Chemistry Unit 3a (questions)

How was the periodic table arranged in the early 1800s?
they were arranged in order of atomic mass and when this was done a periodic pattern was noticed in the properties of the elements - hence the name 'Periodic Table'
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In 1864 how did Newlands arrange the Periodic Table?
Newlands' Law of Octaves (atomic mass): He noticed that every eighth element had similar properties and so he listed some of the known elements in groups of seven. But this pattern broke down in the third row with transition metals.
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Why was Newlands' work criticized?
1) his groups of elements did not have similar properties 2) he mixed up metals and non-metals 3) he did not leave any gaps for undiscovered elements
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How did Dmitiri Mendeleev order the Periodic table differently and in what year?
In 1869 hearranged the 50 known elements into a Table of Elements but he left gaps in order to keep elements with similar properties in the same vertical columns (known as groups). The gaps predicted the properties of the undiscovered elements.
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Later on, what evidence was there that Mendeleevs table may be correct?
As scientists discovered more elements they noticed that they fitted into the gaps that he left. also the realised that this was a good tool for predicting properties of elements.
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How is the modern Periodic Table arranged?
It is based on their electronic structure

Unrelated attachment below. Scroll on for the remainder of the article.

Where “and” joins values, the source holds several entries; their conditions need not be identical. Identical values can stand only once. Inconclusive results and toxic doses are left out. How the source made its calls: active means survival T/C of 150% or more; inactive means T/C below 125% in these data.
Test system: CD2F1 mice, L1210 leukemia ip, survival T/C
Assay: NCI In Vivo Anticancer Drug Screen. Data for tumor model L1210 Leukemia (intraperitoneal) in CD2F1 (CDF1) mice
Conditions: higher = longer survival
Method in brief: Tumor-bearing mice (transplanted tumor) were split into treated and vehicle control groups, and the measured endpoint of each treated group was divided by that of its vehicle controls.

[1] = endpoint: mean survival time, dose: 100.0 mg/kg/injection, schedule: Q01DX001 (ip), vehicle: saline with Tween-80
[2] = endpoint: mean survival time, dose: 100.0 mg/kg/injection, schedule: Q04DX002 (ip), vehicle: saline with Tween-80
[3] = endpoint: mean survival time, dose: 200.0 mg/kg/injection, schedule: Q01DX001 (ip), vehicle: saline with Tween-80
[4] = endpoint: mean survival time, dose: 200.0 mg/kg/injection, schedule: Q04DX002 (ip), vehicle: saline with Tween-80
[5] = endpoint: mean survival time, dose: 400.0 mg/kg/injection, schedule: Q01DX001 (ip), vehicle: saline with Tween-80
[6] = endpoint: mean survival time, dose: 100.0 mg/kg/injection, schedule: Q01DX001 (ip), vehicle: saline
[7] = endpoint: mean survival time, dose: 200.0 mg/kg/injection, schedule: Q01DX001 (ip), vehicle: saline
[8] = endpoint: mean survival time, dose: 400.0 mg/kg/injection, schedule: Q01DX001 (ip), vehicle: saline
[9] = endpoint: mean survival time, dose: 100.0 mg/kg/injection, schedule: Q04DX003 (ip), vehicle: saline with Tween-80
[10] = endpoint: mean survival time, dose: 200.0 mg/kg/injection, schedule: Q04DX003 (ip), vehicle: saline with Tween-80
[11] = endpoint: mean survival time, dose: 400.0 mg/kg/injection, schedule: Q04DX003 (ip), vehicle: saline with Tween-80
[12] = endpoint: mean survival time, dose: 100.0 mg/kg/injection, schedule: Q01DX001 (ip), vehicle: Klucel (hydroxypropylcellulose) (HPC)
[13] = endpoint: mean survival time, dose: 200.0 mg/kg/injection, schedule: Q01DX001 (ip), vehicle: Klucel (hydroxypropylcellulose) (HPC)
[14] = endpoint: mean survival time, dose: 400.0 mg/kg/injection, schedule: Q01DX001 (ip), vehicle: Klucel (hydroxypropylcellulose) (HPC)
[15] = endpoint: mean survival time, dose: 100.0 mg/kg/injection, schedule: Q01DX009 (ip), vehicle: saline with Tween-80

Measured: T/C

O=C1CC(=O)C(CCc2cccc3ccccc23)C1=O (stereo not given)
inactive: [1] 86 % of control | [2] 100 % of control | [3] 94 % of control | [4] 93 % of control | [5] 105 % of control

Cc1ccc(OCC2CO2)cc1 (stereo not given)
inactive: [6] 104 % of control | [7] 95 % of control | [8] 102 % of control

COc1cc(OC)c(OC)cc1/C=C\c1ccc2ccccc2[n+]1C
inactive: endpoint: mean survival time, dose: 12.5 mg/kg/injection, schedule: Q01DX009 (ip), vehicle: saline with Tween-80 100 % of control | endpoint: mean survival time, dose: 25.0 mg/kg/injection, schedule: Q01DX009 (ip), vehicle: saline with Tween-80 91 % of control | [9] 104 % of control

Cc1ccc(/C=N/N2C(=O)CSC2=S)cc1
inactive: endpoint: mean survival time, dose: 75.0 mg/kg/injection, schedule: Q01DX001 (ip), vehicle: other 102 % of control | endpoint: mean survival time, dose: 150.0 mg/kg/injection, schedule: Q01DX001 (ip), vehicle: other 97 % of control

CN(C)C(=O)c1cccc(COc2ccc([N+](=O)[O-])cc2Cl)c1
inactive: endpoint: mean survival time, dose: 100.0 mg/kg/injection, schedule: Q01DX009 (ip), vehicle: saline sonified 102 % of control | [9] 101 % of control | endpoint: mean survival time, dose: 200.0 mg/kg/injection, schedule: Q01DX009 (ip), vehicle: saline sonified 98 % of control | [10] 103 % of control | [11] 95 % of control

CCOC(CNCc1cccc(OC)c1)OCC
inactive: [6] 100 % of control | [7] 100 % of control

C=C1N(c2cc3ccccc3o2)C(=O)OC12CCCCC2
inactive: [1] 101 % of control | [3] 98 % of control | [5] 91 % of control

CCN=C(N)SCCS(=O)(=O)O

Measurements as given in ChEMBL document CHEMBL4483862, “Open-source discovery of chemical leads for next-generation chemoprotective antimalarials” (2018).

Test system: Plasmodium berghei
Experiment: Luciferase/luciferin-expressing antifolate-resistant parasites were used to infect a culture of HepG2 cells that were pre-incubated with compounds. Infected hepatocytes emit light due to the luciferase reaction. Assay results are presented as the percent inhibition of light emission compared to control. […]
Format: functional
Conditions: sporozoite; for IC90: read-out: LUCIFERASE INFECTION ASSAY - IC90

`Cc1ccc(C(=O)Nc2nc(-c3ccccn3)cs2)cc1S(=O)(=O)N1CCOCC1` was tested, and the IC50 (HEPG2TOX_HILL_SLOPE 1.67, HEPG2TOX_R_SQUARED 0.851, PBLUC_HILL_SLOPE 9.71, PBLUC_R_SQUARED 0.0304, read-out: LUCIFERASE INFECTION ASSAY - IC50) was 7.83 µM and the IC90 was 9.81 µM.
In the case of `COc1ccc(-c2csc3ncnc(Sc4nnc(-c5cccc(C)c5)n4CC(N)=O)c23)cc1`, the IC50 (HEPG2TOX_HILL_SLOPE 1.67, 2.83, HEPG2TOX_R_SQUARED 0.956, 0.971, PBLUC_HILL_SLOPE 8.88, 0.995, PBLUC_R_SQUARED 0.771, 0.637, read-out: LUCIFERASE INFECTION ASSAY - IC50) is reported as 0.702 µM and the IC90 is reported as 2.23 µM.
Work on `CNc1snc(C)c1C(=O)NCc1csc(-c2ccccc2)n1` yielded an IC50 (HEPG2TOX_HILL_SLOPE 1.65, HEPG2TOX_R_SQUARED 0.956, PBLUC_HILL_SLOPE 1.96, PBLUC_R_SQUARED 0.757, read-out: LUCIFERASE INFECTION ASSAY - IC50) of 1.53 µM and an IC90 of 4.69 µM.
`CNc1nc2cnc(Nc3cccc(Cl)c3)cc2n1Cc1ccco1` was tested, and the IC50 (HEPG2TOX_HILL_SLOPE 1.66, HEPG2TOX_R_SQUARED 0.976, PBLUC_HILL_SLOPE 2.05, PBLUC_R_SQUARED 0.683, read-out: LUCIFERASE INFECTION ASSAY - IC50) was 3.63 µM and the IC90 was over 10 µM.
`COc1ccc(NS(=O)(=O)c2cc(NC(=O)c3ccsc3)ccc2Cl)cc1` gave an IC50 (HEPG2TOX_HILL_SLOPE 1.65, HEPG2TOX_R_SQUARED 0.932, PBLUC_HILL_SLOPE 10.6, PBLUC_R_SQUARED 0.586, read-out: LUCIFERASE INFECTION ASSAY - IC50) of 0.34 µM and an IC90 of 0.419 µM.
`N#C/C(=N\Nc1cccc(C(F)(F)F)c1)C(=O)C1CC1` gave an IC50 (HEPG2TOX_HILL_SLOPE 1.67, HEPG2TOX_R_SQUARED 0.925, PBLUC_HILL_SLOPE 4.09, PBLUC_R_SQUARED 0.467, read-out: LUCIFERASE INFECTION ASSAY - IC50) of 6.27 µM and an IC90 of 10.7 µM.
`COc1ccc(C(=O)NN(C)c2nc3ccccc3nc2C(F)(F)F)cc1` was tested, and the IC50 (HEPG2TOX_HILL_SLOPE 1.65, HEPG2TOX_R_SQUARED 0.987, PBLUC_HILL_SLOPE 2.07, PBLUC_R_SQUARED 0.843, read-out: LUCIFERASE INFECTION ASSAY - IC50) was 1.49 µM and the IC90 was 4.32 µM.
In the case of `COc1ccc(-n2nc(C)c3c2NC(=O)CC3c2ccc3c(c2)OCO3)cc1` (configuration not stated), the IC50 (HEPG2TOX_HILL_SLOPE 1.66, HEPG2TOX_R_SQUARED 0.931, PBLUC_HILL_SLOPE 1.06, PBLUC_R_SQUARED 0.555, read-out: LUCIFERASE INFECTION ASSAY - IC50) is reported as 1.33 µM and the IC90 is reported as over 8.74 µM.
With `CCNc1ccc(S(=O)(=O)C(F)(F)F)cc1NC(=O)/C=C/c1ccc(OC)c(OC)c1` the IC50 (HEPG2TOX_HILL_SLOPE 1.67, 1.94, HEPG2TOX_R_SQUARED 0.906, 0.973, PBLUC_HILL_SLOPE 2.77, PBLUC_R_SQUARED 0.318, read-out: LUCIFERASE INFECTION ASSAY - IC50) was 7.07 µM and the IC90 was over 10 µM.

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What is meant by 'sheilding'?
it is when inner shells of electrons "get in the way" of the nuclear charge, reducing the attraction.
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Why is an electron that has a higher energy level more likely to get lost?
As there is less attraction from the nucleus holding it in place - due to an increased distance from electron to nucleus and increased sheilding
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what are group one elements also known as?
The Alkali Metals
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What are the two main trends that can be seen as you go down group 1?
1) they become more reactive as the electron is further from the nucleus and so is easily lost 2) they have lower melting and boiling points
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How many outer electrons do alkali metals have?
one
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what type of compounds do alkali metals form and what colour compound do they form?
ionic compounds with non-metals to produce a white compound which dissolves in water to form a colourless solution
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what happens when alkali metals react with water?
they react very vigorously and produce hydrogen. they also form hydroxides that dissolve in water to give alkaline solutions
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what are the two main trends that can be seen as you go down group 7?
1) they become less reactive as it becomes harder to gain an electron as the outer shell is further from the nucleus 2)they get higher boiling and melting points
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what colours are the following halogens vapours: a)Fluorine b) Chlorine c) Bromine d) Iodine?
a) poisonous yellow gas b) poisonous dense green gas c) dense, poisonous red/brown volatile liquid d) dark gray crystalline solid or a purple vapour
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what type of bonds do Halogens form?
They form 1- bonds called halides when they (ionic) bond with metals
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What would happen if chlorine was mixed in an aquous solution of a bromine salt? and what would the equation be?
the chlorine would displace the bromine. Cl2 + 2KBr --> Br2 + 2KCl
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What are the properties of transition metals?
the typical properties of metals: 1) good conductors 2)very dense, strong and shiny 3) less reactive 4) they are much more denser, stronger and harder than group 1 metals and have much higher melting points (except mercury - liquid at room temp.)